What’s intriguing is that there aren’t many reviews that talk about Push AMZ. Digging deeper, I found that Better Business Bureau rates it only 2.3 stars. It’s also not BBB-accredited. This could be influenced by many factors. Probably the course doesn’t have too many enrollees. Or, the company makes investors sign a non-disclosure agreement (NDA). One investor said he was promised that he would recoup his $30K investment in just 6 months. But 10 months later, the Amazon store wasn’t profitable, and he was incurring additional expenses. His accumulated loss totaled $45K. No refund or reimbursement was granted. This is the biggest downside of this biz. When everything is done for you, all you can do is wait for your fate to unfold. I’m not saying this business model couldn’t work because, technically, it does. However, most investors struggle to break even on their initial investment. And it’s pretty obvious why.
This business model is designed to make the Amazon service agency rich. The program alone is very expensive ($40K upfront capital). According to sellerapp, Amazon FBA sellers make a 15% to 20% profit margin. Anything above 20% is considered excellent. A JungleScout report shows that 50% of Amazon FBA sellers make $1,000 to $25K monthly. Taking the conservative average, it will take about 3.3 years before you recuperate the cost of the course. And they’re not stopping at that. Push AMZ also takes a profit share when your store starts making a positive cash flow, as if the margins aren’t slim enough.
Amazon automation service companies are notorious for their overly optimistic timeframe. Push AMZ promises ROI in just 6 months, but statistics tell a different story. According to Trueprofit, only 24% of Amazon sellers are profitable in their first 3 to 6 months of business. The same report also shows that 62% of these sellers only make $5,000 or less annually. Only 5% of sellers make $50K to $100K per year. Technically, Push AMZ isn’t lying. It is possible to ROI before your first year. But with everything automated and outsourced, your chances are slimmer than usual.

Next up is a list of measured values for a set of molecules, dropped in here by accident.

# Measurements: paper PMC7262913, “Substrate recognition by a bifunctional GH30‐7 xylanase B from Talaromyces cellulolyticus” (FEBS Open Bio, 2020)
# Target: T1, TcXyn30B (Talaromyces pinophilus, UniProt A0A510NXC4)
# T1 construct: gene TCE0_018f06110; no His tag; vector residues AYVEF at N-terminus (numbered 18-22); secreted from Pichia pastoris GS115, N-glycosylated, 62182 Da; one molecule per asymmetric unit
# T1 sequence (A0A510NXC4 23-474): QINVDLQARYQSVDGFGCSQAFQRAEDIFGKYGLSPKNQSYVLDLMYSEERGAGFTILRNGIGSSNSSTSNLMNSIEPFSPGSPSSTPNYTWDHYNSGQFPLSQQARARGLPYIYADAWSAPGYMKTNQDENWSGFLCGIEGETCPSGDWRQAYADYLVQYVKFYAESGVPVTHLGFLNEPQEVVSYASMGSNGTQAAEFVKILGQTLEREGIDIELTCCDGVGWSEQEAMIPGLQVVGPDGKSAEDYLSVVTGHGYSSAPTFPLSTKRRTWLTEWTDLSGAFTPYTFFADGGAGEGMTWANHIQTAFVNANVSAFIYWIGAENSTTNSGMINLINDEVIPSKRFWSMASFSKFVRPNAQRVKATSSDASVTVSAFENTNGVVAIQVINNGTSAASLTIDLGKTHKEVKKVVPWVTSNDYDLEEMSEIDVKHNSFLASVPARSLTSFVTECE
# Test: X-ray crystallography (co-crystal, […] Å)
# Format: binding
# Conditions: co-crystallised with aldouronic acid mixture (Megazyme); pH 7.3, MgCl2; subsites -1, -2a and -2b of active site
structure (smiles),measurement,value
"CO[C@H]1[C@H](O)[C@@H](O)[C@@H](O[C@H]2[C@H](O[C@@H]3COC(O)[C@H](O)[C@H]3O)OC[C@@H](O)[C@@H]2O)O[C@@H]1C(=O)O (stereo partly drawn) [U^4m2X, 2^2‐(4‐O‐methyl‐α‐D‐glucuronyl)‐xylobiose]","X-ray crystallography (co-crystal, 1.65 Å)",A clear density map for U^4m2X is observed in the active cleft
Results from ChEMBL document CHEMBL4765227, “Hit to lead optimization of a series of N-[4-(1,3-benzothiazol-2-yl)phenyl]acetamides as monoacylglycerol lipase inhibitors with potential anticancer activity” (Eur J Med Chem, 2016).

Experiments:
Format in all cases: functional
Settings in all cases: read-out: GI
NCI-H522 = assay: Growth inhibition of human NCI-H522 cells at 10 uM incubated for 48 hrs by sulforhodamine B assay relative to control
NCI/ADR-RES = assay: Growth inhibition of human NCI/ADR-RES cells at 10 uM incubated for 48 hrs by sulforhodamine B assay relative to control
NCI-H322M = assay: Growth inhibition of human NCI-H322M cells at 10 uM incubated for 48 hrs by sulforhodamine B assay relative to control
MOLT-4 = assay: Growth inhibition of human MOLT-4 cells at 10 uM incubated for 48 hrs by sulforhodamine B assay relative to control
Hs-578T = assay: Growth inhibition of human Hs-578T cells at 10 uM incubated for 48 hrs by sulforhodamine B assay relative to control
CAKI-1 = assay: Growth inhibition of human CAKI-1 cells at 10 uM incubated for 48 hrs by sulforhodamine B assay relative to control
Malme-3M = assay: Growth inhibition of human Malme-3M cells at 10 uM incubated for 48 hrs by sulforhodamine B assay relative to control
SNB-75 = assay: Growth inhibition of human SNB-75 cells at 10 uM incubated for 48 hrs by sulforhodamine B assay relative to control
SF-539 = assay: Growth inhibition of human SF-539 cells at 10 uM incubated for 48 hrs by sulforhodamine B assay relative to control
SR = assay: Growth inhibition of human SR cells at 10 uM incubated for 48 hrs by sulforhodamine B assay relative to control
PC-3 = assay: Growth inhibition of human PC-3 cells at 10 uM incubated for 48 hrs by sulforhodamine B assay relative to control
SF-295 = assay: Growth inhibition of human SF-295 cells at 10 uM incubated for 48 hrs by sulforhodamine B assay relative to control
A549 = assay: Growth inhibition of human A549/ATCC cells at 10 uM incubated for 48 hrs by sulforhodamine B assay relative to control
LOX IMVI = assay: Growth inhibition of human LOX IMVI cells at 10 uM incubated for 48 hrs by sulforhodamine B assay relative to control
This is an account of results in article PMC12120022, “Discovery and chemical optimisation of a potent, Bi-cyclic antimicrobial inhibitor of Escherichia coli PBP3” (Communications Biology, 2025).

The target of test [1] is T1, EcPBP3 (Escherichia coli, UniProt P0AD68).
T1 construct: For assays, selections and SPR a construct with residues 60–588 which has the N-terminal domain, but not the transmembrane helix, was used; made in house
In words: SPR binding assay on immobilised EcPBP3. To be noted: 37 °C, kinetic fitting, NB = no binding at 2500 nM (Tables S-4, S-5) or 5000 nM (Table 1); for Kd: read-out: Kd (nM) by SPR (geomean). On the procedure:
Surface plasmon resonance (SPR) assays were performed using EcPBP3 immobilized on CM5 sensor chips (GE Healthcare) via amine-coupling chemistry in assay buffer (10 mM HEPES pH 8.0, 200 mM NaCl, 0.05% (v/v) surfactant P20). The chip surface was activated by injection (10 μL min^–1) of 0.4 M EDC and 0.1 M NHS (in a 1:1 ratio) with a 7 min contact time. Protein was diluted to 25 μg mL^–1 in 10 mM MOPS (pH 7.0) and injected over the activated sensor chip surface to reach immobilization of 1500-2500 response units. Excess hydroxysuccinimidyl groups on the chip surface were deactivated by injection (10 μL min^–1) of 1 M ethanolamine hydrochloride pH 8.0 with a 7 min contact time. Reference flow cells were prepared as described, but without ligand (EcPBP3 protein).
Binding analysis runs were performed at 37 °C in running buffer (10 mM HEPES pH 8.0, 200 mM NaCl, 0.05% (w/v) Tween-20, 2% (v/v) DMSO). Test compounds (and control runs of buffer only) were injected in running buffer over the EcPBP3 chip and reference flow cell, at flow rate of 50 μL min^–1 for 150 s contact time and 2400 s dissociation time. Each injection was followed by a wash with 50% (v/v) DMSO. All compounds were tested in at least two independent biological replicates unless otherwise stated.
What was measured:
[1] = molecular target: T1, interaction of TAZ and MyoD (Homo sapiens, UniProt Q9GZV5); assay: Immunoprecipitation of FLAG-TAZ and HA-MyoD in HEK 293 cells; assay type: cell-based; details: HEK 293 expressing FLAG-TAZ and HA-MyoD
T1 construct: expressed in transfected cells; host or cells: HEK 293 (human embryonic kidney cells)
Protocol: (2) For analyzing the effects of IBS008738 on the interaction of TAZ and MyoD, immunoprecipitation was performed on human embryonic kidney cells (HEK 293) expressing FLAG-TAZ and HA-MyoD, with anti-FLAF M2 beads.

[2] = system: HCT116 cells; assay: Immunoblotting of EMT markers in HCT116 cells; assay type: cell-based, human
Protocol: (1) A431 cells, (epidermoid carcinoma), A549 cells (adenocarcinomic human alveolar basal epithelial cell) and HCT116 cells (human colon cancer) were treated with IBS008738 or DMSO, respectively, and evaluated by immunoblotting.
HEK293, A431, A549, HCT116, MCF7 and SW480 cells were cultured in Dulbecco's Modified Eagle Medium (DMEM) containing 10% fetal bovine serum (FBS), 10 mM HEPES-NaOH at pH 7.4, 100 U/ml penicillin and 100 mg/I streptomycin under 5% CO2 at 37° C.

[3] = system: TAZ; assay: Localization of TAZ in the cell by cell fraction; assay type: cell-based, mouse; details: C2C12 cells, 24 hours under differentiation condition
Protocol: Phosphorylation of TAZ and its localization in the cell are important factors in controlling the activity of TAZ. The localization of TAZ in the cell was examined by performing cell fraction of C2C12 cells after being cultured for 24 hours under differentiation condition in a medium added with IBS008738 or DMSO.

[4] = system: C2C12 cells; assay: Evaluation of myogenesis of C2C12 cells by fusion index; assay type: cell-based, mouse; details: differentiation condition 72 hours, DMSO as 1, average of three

Opening an Amazon storefront through this method exposes you to many risks. Lack of control is the most obvious one. Running an Amazon store takes a lot of hard work. You’re taking a shortcut by letting other people do the work for you. The consequence is, you are fully dependent on the reports that they show you. You’ll never know what happens in the background. The agency can even manipulate store reports and take bigger chunks of your profit without your knowledge. Agencies like Push AMZ may also not be fully transparent about other fees, just like what the BBB complainant reported. Amazon may also suspend your account if you consistently have poor customer ratings and high returns. Your funds could be withheld for up to three months.
An Amazon store has the potential to make exponential income. If you really want an Amazon store, I suggest you build one yourself. Getting an Amazon automation service provider will only complicate your life.